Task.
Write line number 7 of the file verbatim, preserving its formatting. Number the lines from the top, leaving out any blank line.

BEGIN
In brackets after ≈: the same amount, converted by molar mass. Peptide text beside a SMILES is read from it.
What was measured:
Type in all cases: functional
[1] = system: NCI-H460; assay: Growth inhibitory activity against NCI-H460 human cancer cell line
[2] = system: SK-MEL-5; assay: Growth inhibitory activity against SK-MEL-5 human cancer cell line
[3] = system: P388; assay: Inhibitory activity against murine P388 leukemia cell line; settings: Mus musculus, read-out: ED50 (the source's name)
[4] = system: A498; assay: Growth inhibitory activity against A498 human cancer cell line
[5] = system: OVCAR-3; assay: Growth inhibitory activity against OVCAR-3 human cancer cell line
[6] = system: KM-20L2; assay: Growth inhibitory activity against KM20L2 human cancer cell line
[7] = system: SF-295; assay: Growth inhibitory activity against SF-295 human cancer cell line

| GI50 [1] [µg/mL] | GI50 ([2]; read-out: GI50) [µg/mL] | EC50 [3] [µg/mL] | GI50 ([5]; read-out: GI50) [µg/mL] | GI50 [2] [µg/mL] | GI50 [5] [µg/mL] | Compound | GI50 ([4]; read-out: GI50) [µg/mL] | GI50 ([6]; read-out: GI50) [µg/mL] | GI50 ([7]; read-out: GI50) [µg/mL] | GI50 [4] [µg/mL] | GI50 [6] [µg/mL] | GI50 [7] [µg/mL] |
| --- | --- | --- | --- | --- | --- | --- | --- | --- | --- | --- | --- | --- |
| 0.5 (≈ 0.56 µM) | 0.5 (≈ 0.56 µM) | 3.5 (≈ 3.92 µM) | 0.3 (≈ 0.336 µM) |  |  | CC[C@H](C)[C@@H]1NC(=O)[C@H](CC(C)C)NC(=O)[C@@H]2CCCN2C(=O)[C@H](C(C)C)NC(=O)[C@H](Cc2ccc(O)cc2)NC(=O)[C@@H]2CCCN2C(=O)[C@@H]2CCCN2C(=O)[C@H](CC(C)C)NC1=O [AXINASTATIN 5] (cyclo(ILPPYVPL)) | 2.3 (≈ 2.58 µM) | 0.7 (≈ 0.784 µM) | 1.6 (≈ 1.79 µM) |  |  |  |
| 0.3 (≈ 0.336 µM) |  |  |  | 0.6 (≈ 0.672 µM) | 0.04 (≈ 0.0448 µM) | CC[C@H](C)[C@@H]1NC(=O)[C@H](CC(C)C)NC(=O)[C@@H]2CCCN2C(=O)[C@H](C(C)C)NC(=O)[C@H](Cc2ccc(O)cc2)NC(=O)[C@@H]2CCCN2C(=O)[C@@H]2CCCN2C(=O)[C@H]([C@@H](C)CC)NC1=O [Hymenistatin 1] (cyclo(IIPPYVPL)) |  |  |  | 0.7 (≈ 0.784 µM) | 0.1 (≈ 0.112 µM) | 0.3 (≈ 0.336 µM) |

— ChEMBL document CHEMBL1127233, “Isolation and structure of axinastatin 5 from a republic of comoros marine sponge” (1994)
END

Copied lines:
[4] = system: A498; assay: Growth inhibitory activity against A498 human cancer cell line